We don’t read the great literature unless it’s on our own time. We don’t immerse ourselves in the great works of philosophy unless it’s on our time. We don’t learn history unless it’s on our time.

If our schooling only interferes with our education, then what is the point of schooling?</pre>

  • joshua4234

    Not sure where to comment about the thumbs up stuff or who exactly writes them, but the reasoning of the thumbs down to young people around the world having unsafe sex one doesn’t make much sense. I mean it didn’t read “thumbs down to young people having more sex” but specifically unsafe sex. I don’t know whether or not people are having more sex younger or what would be causes of that, but specifically having unsafe sex is caused by a lack of education about contraception or lack of contraception that’s widely available or getting contraception is stigmatized. Also, this is fairly deceptive about what abstinence only education actually is. It’s not that comprehensive sex ed tells kids to go out and have sex while abstinence only tells kids to not have sex, it’s that abstinence only sex ed ONLY tells kids to not have sex and often in practice lies about the effectiveness of contraception. Comprehensive sex ed can tell kids to not have sex yet, but doesn’t lie to them or omit what everything is so if they do have sex they at least know how to do it safely. The evidence bears out that states that more strongly teach abstinence only have higher rates of teen pregnancy so at the very least we know abstinence only doesn’t help anything, if it turns out the rates are caused by something else. Now like I said, I don’t know if more people are having sex younger or not and what sort of statistics we have about why that happens or if it’s even feasible to force that part of culture to change, but what we can do is have comprehensive sex ed instead of abstinence only ed where we are keeping children ignorant at best or lying to them at worst, contributing to the amount of UNsafe sex.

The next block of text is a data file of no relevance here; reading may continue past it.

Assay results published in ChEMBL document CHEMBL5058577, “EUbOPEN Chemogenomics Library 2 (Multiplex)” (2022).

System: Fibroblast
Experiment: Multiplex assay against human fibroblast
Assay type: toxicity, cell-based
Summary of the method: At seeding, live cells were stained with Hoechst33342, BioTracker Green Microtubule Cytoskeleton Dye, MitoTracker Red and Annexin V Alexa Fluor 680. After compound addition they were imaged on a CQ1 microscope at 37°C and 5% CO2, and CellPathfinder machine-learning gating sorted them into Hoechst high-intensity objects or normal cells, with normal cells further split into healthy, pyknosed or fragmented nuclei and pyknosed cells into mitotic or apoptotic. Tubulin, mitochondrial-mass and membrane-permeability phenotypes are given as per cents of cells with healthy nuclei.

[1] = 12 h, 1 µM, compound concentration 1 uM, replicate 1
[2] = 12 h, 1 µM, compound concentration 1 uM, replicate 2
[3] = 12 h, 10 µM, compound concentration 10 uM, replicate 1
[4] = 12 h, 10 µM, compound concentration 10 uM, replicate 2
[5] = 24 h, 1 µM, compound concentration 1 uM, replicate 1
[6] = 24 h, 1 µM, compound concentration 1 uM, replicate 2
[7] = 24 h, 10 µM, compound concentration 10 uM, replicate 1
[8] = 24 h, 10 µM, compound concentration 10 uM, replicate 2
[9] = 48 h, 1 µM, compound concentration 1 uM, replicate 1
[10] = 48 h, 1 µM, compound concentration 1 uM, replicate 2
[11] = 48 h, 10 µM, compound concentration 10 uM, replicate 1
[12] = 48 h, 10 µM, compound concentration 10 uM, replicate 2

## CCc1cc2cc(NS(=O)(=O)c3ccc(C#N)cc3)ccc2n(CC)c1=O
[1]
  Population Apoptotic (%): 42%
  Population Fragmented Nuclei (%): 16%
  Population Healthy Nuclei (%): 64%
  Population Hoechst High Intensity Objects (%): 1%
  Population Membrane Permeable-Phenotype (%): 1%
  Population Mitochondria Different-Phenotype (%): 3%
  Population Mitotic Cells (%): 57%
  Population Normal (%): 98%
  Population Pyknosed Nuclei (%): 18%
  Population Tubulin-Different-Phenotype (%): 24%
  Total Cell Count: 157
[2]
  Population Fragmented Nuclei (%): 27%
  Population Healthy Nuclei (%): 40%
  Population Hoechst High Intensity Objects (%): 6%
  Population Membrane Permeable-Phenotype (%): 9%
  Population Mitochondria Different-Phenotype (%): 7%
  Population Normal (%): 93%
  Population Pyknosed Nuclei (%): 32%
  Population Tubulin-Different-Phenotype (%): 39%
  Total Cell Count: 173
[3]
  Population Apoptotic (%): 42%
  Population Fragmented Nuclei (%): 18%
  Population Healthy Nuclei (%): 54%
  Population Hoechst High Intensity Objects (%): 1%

• Michael

      It seems to me more kids are having sex — both the safe and unprotected kind — because being 16 and having sex is pretty fun. Regardless of whether abstinence-only sex ed or comprehensive safe-sex ed is utilized, I would argue most kids know that having sex without a “raincoat” can lead to babies. They may be naieve to the liklihood of this happening, but kids get preggo cause they are generally careless. It happens to adults quite often too — THAT’S HOW POWERFUL THE LURE OF SEX IS!. We know the consequences of not throwing on a coat, but in the heat of it all, we say screw it, literally and figuratively.

  • Abigail

    This is all well and true, I’m guilty of some of it myself. However, where do we even begin to fix this issue? Do away with general education requirements? Then what does a university become: a sort of trade school?

  • Michael

    Congrats. You’ve observed that higher education is somewhat of a farce. Why this is so is the more insightful, thought provoking question to ask and to, hopefully, try and answer, but it seems you were content with not going there.